Also, for those of you, again, that may be looking to pursue additional education, I strongly encourage looking at some of the opportunity for advanced degrees. Whether it be masters degrees or doctoral degrees. Myself, I took advantage of the masters in journalism program at Quinnipiac and had a great experience there. It was certainly extremely beneficial then and still is now in a lot of respects and a lot of different classes and academic work for the duties that I'm doing in my sports information role.

Then going forward, when I pursued a masters degree at the University of New Haven in management sports industries, there were a lot of things that I took from that program academically that had benefit not only in my sports information career, but also for hopefully where I aspire to be down the road from an administrative stand point.

So, again, I encourage you to try to be proactive. Have those conversations and seek out the opportunities that are available, whether it be from a professional perspective within your current position or also from an educational perspective. Taking advantage of such resources like this and everything that CoSIDA has to offer is certainly going to be beneficial for you.

CLARK TEUSCHER: We have one question for you before we move ahead here. You mentioned the importance of mentoring kind of on both sides of that fence. For somebody who is looking to make a move or make a change and wants to seek help or contribution from a mentor in that capacity, what is the appropriate way to go about that? Is there a certain amount of timing that needs to be considered or at a certain point in the process? What's the best way to do that?

MICHAEL KOBYLANSKI: Speaking for myself, the relationships and the mentors that I've been able to foster relationships have just kind of fallen into place naturally over the course of time. But it goes back to that transparency point. I was able to have open conversations with Jack and with Pat, and now with Jay Moran, our AD here at Southern. So they have a firm and clear understanding of what my aspirations are in terms of how I can benefit the organization in the short term, but also where my aspirations are for the short term and the long-term.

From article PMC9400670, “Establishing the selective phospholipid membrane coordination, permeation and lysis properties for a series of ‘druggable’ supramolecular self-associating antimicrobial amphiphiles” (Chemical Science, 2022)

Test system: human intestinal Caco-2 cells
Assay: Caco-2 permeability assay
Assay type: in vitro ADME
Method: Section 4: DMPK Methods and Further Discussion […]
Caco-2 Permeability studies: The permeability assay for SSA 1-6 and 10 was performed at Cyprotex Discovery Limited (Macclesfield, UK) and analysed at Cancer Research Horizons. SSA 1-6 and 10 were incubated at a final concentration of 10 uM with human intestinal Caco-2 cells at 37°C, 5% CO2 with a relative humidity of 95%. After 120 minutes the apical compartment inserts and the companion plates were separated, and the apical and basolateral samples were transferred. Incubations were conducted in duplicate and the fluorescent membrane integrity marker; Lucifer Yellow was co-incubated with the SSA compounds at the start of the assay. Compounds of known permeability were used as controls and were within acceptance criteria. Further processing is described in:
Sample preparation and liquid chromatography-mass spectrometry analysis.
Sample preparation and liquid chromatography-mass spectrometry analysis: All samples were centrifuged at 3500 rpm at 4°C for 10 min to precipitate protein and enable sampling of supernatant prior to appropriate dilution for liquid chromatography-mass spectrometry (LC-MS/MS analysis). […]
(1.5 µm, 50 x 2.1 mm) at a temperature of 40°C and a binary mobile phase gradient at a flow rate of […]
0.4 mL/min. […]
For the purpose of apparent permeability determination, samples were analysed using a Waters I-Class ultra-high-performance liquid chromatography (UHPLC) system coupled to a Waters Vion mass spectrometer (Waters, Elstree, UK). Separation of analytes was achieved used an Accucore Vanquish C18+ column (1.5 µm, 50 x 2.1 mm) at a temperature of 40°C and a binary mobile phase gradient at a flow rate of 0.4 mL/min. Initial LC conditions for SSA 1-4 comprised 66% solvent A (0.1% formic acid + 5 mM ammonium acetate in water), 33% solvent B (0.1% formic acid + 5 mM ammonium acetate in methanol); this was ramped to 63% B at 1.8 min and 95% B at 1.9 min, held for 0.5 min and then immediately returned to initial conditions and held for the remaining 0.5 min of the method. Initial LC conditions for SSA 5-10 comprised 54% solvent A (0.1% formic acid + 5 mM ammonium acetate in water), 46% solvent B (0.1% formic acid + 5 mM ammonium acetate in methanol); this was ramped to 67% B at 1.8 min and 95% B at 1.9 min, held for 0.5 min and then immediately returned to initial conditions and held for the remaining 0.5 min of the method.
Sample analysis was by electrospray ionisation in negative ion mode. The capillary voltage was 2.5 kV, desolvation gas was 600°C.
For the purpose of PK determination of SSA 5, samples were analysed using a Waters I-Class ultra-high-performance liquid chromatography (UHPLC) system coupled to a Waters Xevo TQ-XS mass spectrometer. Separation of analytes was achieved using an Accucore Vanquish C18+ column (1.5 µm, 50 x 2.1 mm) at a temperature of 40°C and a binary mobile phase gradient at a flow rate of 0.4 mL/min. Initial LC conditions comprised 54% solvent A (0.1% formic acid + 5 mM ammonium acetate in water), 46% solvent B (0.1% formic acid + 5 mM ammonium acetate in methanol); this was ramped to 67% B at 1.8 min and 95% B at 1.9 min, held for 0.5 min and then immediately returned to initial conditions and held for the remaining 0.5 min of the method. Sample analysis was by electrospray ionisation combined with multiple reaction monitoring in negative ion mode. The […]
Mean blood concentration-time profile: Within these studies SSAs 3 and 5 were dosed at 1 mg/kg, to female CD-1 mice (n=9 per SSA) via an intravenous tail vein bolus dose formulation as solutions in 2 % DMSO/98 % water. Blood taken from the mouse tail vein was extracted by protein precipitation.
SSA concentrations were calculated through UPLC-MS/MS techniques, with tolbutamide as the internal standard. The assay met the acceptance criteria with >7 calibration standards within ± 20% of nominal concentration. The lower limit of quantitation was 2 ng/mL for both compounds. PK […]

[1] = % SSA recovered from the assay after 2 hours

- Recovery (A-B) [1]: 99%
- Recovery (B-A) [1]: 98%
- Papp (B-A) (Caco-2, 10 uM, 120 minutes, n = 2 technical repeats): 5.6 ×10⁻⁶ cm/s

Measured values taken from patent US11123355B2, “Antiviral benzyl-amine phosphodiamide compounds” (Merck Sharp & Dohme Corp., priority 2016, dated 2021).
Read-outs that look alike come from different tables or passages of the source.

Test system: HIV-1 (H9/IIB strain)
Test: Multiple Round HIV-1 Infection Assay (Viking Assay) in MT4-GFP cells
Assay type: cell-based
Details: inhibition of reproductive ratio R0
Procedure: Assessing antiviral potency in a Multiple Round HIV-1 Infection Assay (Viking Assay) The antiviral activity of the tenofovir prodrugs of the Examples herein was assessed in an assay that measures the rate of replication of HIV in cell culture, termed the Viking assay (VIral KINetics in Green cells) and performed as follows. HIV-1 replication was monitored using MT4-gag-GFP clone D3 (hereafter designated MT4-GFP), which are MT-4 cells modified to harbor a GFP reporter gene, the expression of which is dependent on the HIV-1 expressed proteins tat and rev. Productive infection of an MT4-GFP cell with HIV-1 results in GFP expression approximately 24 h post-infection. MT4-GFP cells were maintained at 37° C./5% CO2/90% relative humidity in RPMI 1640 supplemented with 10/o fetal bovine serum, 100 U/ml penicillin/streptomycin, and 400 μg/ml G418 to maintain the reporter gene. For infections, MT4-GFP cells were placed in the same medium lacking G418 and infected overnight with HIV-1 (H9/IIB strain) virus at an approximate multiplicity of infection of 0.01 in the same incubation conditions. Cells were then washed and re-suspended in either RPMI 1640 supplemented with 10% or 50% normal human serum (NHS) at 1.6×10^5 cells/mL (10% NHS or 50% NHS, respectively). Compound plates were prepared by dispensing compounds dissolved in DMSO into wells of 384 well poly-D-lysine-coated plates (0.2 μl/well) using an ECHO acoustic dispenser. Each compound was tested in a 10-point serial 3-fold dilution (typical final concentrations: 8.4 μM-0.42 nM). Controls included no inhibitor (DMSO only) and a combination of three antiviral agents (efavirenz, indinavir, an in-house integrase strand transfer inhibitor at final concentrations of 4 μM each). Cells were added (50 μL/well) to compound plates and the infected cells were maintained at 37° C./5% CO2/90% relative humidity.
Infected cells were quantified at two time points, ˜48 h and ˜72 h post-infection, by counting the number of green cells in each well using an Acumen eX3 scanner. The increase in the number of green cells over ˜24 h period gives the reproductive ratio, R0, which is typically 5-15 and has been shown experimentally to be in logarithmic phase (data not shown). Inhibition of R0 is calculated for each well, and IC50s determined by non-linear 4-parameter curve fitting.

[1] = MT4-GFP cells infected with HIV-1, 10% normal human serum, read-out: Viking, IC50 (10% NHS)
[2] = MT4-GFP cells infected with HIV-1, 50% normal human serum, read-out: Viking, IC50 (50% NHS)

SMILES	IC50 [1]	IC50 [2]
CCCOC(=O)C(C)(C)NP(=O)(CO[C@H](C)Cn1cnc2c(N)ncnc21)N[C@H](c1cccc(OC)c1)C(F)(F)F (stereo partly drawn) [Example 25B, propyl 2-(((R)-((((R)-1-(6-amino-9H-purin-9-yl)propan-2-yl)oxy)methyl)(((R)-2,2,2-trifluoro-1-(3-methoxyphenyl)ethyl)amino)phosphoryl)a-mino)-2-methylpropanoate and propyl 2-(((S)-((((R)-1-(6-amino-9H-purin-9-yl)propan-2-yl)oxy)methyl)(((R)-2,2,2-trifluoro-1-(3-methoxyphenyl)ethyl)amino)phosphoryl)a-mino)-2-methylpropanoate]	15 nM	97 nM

So I think it comes back to having those conversations at the outset. If you sit on your hands or you keep your mouth shut, it's going to be a little bit troublesome to be able to develop those relationships.

So Olivia hit the nail on the head. You're your own biggest advocate and your own biggest proponent. So you need to make sure you take care of yourself. Let the organization and the mentors that you seek out know that you're seeking their guidance, you're seeking their expertise. You've known that they've been in your shoes before. They can provide a perspective that you're not familiar with and hopefully can be a benefit to you down the road.

Again, having been in this profession 17 years now, and I think a lot of folks on this call and webinar would agree with me, I think you'd be hard-pressed to find folks in this industry that aren't willing to lend a hand. That's one of the great things about it. If you asked the question and you asked for help, I really do feel there is a genuine, sincere kinship among those in this industry to help the next generation. It all starts with asking the question.

CLARK TEUSCHER: Scott, the first part of this, there is kind of a two-part question, I'll ask the first part and once you've answered, I'll ask the second part here. In your opinion, CoSIDA is an organization in sports information professionals. What is the reputation there among athletic directors, and have you seen that change over the course of your time in the industry?

SCOTT STRICKLIN: You know, it's hard to speak for my colleagues. There is a traditional view of SIDs, and that view, I think, someone has their head down in the book or computer. They don't have a diverse skillset. I think in the last 10, 20 years there are a lot of SIDs that have changed that traditional role and traditional view.

What I see happening, and I had this thought while listening to this, it seems to be the whole external side of things continues to, I don't want to say be blurred, but continues to merge. The marketing video, the social media, the graphics, the media relations, communications piece is really becoming harder to differentiate from because, you know, if I'm -- I follow a lot of our -- I follow all our teams when they're competing, and I use Twitter to keep in touch in realtime. A lot of times I don't know if that's a media relations person updating that account from the road or if that's a marketing person or, heck, sometimes it's a team manager. But they're putting out one voice as if it's the university's voice.

So I think that technology and just the way communication in general has changed is in a good way breaking people out of traditional boxes. It's creating value in what's being done. The tools to do it are different, and you don't have to have a certain title next to your name to be effective in promoting the university and communicating with your external constituents or the internal constituents for that matter.